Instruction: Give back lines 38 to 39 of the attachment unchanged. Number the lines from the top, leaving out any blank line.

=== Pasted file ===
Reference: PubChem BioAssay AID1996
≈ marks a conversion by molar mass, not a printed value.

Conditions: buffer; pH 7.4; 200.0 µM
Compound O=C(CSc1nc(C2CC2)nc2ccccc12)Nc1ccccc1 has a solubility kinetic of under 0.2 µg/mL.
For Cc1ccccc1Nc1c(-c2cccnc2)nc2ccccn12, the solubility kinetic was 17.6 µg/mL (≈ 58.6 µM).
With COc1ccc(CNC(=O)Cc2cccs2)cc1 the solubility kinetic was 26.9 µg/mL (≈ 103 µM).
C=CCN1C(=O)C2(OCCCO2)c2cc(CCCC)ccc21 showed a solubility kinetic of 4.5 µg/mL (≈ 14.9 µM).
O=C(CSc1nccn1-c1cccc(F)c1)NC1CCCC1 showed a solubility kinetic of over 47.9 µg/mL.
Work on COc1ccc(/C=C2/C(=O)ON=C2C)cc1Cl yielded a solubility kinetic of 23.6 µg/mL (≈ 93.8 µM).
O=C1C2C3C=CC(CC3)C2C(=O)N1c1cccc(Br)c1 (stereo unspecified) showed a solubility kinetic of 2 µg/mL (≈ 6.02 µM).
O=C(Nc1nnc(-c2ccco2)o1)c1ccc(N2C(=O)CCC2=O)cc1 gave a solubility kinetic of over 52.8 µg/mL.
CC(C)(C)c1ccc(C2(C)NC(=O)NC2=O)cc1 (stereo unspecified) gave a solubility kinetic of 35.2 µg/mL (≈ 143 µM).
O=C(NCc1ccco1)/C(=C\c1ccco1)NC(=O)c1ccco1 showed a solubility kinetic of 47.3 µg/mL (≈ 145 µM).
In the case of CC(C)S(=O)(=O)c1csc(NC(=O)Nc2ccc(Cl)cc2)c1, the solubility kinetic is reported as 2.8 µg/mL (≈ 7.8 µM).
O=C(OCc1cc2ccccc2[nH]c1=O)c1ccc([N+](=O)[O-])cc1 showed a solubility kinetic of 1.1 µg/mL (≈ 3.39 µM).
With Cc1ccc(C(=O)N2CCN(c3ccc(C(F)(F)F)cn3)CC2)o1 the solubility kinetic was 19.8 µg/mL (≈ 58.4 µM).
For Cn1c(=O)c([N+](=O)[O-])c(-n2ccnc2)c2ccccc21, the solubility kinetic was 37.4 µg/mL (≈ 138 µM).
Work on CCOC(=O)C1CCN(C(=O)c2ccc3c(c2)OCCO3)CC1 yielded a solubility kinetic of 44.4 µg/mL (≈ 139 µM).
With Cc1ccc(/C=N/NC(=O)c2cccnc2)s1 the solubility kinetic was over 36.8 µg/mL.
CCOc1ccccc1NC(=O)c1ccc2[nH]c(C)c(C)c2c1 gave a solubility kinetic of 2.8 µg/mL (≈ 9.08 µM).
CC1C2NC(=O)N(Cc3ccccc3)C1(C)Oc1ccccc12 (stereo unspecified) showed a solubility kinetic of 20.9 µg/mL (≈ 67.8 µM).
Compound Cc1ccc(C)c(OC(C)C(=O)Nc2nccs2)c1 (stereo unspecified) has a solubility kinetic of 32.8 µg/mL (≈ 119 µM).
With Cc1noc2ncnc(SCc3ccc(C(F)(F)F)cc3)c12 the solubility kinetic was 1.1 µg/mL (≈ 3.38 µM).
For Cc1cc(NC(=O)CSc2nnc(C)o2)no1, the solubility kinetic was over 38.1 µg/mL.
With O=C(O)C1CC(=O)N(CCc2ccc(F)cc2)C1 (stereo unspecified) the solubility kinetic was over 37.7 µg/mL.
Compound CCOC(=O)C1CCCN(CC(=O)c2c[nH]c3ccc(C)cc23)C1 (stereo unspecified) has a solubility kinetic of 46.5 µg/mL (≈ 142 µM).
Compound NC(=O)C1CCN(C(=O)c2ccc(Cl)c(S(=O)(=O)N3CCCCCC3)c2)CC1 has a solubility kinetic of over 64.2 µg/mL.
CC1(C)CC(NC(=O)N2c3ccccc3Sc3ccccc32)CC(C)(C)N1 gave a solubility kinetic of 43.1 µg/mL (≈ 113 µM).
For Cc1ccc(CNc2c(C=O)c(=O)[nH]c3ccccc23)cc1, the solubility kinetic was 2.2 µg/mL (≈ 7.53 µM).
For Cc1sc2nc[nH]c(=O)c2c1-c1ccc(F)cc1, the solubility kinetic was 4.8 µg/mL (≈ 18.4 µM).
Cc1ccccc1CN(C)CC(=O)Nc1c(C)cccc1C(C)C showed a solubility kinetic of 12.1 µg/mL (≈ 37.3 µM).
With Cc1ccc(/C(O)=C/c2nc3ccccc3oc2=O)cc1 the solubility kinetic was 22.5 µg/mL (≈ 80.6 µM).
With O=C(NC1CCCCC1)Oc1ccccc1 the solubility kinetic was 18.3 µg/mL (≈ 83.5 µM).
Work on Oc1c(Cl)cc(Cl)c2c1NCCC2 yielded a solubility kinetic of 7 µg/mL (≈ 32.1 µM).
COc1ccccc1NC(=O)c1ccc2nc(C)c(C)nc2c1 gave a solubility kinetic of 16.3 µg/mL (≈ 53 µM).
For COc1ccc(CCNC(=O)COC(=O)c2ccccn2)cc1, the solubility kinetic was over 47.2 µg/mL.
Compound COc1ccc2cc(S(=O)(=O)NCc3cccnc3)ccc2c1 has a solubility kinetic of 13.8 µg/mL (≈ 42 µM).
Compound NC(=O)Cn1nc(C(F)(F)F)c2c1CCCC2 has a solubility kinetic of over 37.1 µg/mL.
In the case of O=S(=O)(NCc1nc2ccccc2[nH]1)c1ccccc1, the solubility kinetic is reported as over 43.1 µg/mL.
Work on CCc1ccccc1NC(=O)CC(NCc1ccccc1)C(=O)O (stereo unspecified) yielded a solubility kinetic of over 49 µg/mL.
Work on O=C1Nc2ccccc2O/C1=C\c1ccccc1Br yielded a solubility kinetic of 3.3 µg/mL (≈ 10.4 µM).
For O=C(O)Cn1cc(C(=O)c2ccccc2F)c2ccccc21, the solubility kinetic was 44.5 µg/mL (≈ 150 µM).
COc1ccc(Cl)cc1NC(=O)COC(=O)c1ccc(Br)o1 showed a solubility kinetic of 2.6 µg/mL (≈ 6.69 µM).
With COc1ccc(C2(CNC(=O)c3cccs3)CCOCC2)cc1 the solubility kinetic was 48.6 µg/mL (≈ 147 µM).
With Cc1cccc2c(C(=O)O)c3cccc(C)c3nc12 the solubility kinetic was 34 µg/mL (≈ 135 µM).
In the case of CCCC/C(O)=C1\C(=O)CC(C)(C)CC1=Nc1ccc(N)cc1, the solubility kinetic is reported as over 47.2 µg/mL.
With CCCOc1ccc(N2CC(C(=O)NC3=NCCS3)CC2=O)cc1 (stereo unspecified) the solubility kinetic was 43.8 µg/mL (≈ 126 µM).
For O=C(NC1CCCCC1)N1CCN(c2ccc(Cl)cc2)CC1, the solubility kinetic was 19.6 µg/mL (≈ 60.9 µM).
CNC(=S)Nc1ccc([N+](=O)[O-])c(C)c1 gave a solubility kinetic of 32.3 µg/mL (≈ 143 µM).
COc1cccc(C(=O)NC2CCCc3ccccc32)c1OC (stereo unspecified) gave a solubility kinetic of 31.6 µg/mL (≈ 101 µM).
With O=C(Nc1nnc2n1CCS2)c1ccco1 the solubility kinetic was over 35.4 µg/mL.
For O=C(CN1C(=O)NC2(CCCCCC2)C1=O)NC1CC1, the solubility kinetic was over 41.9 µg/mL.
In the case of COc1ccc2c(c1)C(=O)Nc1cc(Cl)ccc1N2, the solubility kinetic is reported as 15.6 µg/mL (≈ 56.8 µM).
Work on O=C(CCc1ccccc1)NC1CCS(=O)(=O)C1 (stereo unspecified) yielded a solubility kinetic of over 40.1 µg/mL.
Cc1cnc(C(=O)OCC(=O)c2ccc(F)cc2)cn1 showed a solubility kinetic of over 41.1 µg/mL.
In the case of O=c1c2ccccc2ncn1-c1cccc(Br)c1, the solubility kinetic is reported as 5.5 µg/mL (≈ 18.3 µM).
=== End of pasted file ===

Compound NC(=O)Cn1nc(C(F)(F)F)c2c1CCCC2 has a solubility kinetic of over 37.1 µg/mL.
In the case of O=S(=O)(NCc1nc2ccccc2[nH]1)c1ccccc1, the solubility kinetic is reported as over 43.1 µg/mL.